The decision to build a bridge between the old Palais Royal on the Ile
de la Cité and the left bank was taken in 1378.
The first bridge, topped with houses, was completed in 1387 under the reign of Charles VI. It was then called Pont-Neuf or Neuf-Pont, or even Pont Saint Michel. It was damaged by the great thaw of 1408 and then rebuilt of wood with houses on it. On 9th December 1547, however, it was struck by several boats, collapsed and seventeen people drowned. It was rebuilt two years later and remained until 1616, when it was destroyed by ice along with a number of houses.
It was then replaced by a stone bridge built between 1618 and 1624, with four arches, including two central arches of 14 m and two side arches of 10 m. Its downstream tympanum is decorated with a bronze equestrian statue of Louis XIII, while niches on either side are decorated with a Saint Michael and a Virgin Mary.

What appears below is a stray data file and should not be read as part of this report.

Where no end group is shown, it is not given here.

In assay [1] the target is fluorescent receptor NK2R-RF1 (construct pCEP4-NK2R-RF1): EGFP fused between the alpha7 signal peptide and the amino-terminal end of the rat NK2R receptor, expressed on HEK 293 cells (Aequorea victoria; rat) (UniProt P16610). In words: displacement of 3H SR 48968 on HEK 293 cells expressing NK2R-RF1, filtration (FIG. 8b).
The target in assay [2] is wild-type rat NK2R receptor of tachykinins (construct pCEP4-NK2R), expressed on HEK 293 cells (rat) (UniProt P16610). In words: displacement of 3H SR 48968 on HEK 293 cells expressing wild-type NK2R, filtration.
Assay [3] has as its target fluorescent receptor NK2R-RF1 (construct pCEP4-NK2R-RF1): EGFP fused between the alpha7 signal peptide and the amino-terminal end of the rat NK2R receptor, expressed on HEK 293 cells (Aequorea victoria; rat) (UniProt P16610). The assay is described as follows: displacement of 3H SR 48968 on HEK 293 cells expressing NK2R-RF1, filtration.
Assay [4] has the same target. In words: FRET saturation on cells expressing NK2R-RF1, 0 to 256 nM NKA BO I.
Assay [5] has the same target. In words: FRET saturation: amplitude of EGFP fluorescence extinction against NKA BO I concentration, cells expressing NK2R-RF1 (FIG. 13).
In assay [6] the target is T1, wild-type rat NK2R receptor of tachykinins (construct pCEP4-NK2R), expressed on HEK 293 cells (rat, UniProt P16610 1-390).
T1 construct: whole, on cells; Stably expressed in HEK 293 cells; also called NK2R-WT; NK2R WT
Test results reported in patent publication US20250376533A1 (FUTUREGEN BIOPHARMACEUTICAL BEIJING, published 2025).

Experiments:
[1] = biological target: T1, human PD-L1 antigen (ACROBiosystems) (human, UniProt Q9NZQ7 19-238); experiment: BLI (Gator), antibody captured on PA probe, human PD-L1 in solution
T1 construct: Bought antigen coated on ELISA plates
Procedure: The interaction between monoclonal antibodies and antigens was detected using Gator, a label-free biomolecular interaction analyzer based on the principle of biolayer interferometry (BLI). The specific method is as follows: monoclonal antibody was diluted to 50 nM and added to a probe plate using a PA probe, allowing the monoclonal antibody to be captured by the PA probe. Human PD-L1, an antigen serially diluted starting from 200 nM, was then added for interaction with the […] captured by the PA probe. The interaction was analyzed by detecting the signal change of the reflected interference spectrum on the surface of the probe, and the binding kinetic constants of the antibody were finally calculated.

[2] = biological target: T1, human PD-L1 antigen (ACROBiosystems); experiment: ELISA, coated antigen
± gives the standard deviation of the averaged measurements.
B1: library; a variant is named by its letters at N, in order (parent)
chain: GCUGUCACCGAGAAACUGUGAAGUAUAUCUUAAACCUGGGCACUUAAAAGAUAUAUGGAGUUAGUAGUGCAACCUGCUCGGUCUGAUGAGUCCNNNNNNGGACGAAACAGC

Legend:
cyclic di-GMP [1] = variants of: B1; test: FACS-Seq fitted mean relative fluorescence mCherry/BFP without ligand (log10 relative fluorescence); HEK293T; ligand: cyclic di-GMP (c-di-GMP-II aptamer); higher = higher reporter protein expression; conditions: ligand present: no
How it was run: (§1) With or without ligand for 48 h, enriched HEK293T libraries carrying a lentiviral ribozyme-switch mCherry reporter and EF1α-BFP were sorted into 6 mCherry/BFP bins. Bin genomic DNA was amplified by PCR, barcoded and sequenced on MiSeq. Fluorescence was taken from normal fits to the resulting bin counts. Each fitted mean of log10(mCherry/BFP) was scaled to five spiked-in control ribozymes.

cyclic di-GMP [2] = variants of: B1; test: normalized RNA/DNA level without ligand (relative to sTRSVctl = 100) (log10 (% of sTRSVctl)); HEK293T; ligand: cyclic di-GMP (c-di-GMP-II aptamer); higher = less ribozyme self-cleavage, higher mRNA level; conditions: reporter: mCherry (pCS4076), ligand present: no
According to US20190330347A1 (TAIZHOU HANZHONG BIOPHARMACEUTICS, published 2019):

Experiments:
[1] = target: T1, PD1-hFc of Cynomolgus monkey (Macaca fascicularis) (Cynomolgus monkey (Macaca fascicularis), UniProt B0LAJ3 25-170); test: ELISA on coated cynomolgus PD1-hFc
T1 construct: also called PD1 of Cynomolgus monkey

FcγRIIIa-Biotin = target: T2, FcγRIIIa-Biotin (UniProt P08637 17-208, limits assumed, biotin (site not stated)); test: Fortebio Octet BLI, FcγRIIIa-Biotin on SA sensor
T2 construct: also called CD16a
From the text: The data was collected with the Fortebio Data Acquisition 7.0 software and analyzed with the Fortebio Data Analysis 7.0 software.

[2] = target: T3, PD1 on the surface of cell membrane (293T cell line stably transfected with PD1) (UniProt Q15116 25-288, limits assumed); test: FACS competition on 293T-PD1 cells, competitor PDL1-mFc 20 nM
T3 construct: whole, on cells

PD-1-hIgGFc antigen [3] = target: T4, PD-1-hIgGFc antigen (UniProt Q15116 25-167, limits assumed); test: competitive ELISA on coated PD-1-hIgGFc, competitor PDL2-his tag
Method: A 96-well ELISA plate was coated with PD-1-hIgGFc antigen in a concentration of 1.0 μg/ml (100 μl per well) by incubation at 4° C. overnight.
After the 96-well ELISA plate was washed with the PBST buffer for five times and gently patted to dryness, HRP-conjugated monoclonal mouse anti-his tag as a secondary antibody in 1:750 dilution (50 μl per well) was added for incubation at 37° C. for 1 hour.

This was without doubt one of the last bridges in Paris to retain its houses and they were only finally demolished in 1808. However, its great age and narrowness led the Administration to look for a replacement in 1855. The new bridge was built in 1857 without interrupting river traffic. It only had three elliptical stone arches 17 m in span, in order to reduce the number of supports in the river. As it was built under the Second Empire, it was decorated with medallions containing the letter "N".
Construction date: 1857
Total length: 62 m
Quai des Orfèvres
Quai des Grands Augustins